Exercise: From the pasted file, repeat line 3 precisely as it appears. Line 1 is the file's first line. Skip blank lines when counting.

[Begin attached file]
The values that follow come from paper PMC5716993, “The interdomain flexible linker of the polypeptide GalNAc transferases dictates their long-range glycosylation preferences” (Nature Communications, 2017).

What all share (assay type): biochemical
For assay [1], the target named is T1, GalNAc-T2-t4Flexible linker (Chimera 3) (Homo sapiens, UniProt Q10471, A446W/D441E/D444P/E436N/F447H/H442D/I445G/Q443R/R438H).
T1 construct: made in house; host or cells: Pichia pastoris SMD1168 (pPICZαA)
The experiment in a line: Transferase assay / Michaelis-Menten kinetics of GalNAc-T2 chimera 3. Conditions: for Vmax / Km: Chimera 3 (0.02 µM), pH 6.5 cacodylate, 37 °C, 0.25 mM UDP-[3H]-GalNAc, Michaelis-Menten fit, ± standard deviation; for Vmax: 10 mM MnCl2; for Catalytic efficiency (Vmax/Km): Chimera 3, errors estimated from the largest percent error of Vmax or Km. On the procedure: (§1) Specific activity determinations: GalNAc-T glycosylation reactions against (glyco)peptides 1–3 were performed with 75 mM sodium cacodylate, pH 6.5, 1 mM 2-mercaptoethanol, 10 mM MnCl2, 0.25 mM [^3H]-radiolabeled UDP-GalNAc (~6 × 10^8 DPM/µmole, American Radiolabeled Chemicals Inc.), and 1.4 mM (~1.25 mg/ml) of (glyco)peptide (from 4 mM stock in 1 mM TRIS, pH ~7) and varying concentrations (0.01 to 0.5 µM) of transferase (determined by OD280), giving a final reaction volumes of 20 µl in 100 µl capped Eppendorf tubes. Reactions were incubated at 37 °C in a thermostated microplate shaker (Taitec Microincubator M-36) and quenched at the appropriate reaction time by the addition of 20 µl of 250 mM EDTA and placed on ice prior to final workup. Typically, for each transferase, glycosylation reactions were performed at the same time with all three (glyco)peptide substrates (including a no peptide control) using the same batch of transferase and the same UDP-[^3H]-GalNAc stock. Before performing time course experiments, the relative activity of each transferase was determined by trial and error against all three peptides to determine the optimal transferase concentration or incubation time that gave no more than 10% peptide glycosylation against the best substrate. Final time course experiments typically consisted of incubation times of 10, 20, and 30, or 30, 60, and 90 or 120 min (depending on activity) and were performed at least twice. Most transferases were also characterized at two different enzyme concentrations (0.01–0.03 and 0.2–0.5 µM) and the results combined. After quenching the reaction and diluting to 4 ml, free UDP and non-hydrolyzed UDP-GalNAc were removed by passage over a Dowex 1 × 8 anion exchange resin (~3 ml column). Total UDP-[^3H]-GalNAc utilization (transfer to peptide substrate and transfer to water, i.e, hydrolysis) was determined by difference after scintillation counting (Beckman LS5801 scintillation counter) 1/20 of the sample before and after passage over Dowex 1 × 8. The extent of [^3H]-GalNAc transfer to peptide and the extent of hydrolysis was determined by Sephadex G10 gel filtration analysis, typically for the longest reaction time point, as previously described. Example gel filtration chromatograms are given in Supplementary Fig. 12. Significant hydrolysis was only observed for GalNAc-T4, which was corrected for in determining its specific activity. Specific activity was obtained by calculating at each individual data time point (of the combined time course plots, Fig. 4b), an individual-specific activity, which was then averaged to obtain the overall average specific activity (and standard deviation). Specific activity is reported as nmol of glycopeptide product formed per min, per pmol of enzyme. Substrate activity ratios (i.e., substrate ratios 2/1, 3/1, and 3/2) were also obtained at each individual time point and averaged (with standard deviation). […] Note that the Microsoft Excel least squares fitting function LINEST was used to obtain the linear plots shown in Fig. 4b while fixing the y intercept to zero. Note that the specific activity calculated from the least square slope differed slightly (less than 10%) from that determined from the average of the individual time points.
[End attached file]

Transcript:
For assay [1], the target named is T1, GalNAc-T2-t4Flexible linker (Chimera 3) (Homo sapiens, UniProt Q10471, A446W/D441E/D444P/E436N/F447H/H442D/I445G/Q443R/R438H).